Fulfilled living in later life
Why have all the young people gone?

Thursday 3rd June 2021

Why have all the young people gone?

Louise Morse

Where have all the young people gone? is the headline of an article in Premier’s Christianity magazine. (Emma Fowle, p 28, June 2021) But perhaps the question isn’t so much where they’ve gone, but why? Especially in a year when churches went online, why have the ‘Wi-Fi-in-your-pocket’ generation fallen away in droves? It’s so severe that Rachel Gardner, director of Youthscape, an organisation dedicated to engaging youth in church posted a tweet warning ‘a bunch of amazing ordinands’ that they’re going to either preside over the death or the resurrection of youth ministry. ‘How do we sow seeds of hope while also expressing the seriousness of investment in youth ministry NOW?’ she asks. But is it more youth ministries that we need? Is the answer blindingly obvious, hidden in plain sight?

When churches responded to lockdown by putting services online they attracted thousands more viewers of all ages than those who normally attend church. More than 3.7 million viewed the Church of England national online services, and use of its prayer and discipleship apps (through which people can join in morning and evening prayer from wherever they are) went up 50% on the previous year. Yet, despite being the generation best suited to embrace It, there has been a steady decline in online engagement among young people.

Tim Alford, director of Limitless, the national youth arm of Elim thought the technology meant that youth ministries would be fine. He thought that young people would take to it ‘like ducks to water. But I couldn’t have been more wrong.’ He believes the decline is due to a lack of Christian parents with faith robust enough to encourage or nag their children to church. ‘That tells us something really important,’ he adds, ‘Young people need spiritual parents more than spiritual programmes.’ He believes it is a mandate on everyone, not just youth workers – to concentrate on ‘raising up spiritual parents with an intense commitment to passing on the gospel to the next generation.’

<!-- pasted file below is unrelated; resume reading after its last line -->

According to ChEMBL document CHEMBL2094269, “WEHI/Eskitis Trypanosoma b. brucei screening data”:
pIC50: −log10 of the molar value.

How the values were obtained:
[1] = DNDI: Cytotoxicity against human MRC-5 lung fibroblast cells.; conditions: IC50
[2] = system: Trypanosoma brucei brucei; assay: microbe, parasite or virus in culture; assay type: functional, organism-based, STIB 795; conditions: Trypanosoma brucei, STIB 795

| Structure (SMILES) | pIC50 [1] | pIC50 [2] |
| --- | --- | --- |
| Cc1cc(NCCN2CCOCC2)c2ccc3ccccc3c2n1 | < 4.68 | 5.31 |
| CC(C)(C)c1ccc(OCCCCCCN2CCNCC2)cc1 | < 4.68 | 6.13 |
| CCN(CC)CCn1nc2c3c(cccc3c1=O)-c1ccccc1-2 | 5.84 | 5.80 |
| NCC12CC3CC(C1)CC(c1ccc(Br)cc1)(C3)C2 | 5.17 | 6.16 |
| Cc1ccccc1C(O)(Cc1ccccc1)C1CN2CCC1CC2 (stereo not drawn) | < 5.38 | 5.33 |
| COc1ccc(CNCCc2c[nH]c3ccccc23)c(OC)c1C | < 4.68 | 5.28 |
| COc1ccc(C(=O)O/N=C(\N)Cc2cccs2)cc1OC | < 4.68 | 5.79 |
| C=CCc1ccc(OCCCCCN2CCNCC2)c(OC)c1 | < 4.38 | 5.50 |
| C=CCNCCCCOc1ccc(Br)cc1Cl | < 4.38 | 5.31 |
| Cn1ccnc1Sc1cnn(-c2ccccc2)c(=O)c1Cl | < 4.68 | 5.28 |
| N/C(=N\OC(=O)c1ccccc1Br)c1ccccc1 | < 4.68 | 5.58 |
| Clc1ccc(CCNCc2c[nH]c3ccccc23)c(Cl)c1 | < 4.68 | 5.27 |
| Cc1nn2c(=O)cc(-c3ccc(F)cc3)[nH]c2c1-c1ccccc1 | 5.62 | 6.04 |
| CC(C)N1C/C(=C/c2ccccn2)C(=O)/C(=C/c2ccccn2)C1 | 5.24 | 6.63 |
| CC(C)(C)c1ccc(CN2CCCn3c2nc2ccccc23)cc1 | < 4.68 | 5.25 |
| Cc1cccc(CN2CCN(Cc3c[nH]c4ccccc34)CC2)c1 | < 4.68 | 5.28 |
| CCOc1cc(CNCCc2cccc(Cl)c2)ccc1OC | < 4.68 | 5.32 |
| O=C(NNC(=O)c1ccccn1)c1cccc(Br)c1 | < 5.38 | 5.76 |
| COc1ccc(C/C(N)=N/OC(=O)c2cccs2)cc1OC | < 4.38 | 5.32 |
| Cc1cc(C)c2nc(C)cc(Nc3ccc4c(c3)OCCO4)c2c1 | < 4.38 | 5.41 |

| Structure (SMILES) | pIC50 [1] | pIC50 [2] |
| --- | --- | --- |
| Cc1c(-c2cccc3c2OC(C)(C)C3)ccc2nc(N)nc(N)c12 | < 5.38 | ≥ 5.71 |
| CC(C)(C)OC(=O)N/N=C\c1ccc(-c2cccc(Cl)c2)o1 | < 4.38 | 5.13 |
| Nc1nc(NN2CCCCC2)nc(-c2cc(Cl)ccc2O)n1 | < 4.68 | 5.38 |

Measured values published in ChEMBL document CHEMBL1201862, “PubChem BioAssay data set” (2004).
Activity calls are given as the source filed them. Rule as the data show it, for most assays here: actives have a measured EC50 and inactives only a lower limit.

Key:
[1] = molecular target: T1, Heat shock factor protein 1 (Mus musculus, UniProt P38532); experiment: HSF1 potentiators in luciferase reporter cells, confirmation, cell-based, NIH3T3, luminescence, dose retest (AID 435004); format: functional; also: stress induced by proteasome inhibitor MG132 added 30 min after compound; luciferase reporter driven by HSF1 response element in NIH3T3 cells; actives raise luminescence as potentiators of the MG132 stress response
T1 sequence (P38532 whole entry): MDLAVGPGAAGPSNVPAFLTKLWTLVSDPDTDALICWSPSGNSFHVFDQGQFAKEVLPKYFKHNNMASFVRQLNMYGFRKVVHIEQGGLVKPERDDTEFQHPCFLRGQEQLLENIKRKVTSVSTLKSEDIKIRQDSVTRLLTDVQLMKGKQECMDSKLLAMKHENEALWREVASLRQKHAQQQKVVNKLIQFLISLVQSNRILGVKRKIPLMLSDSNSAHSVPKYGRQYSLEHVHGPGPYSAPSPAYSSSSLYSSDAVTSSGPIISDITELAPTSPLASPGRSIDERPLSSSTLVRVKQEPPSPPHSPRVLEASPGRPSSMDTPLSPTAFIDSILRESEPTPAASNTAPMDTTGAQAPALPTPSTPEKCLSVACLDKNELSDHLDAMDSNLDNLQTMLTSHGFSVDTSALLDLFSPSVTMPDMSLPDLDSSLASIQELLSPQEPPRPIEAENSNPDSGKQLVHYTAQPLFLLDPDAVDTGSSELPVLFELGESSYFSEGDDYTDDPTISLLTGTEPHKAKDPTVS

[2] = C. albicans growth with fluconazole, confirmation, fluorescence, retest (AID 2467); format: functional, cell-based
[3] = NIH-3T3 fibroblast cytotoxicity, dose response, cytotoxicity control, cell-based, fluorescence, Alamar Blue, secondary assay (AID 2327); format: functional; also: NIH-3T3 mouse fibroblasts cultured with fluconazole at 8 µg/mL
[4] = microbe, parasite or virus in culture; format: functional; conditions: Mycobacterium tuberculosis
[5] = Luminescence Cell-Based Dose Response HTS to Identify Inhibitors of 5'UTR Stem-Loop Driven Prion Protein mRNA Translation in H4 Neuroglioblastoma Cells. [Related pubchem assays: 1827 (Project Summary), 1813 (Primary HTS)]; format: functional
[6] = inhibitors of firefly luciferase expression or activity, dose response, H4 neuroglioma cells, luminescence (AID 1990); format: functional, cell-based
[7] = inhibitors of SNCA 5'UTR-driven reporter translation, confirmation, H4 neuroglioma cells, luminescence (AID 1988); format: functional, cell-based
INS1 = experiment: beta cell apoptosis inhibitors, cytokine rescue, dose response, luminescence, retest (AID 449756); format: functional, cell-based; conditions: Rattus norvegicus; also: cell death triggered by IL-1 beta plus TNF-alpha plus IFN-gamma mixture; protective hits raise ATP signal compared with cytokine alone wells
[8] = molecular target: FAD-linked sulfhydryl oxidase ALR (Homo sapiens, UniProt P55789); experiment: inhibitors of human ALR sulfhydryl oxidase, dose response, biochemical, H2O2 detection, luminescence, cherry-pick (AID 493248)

Rachel Turner, director of Parenting for Faith and author of ‘It Takes a Village Church to Raise a Child Parent’ (BRF) speaks of the role that whole church communities play in passing on faith. ‘All adults …including grandparents and those without children – come alongside families and commit to loving, supporting and sharing their lives, not just the gospel … in their church family.’

Well hello! Isn’t this exactly what the Scripture teaches? That we are to be family in Christ, with older members sharing their wisdom and love in encouraging the younger? In an extraordinary prescient editorial (young) Sam Hailes describes the reasons he stayed in church – one being the encouragement of those who were older. He writes, ‘These spiritual uncles and aunties, parents and grandparents played a vital role…very few were officially ‘youth leaders’, and fewer still took on formal discipleship roles. But their influence on me was huge. These ‘normal’ Christian people loved me, cared about me and prayed for me. Such actions are so simple, yet they made all the difference.’ He remembers that one of the best things his church’s youth leaders did was make the younger hang out with the over 70s – and they loved it! Something similar happened in a friend’s church in Yorkshire, though in City Church, Cambridge, the generations come together in special interest groups and more. In Evington, Leicester, a pastor’s wife told me that it happens naturally in their church because it’s small enough (under 100) to be like family. ‘You don’t need a degree in youth ministry,’ says Sam, ‘Just being an older, wiser friend to one or two teenagers in your church could be more powerful than you’ll ever know.’

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